This chapter lays the groundwork for a realist analysis of the disappearance or ‘death’ of social forms, which is particularly relevant in societies experiencing intensified social transformation. Whilst the notion of morphogenesis can account both for the acceleration of change and for the multiplication of coexisting social forms, it does not allow us, on its own, to theorise their disappearance. Addressing this gap in the theory of morphogenesis opens interesting avenues for the philosophical study of society.
Our contribution is organised around three related questions. Firstly, how should we conceptualise the disappearance of social forms and can this conceptualisation draw from the biological conception of death? Secondly, how do concept-dependence and reflexivity differentiate social death from biological death? Thirdly, how can we observe and interpret the agonies that accompany the death of social forms?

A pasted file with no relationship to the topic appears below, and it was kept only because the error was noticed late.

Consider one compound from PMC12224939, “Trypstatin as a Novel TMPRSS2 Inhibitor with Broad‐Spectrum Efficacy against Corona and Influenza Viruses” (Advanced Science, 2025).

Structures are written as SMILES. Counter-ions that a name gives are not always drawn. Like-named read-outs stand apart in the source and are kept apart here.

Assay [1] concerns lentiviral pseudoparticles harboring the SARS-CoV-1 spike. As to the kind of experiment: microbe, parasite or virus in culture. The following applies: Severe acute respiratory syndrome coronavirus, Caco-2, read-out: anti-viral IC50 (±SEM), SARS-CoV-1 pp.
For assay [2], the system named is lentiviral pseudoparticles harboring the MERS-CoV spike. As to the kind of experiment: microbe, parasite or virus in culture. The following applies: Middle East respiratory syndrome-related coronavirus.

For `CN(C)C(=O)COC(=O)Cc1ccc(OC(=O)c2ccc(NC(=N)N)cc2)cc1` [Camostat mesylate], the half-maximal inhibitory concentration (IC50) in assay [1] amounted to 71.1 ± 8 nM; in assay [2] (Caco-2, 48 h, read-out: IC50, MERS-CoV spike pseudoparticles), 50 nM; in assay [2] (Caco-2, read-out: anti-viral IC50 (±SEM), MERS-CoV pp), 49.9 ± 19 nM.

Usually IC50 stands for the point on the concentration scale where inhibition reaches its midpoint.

We conclude by providing an illustration of how the theory might be applied to a case with significant current socio-economic ramifications: the disappearance of life-long employment in developed capitalist economies.
Agonism Decline of life-long employment Disappearance of social forms Morphonecrosis Social and biological death
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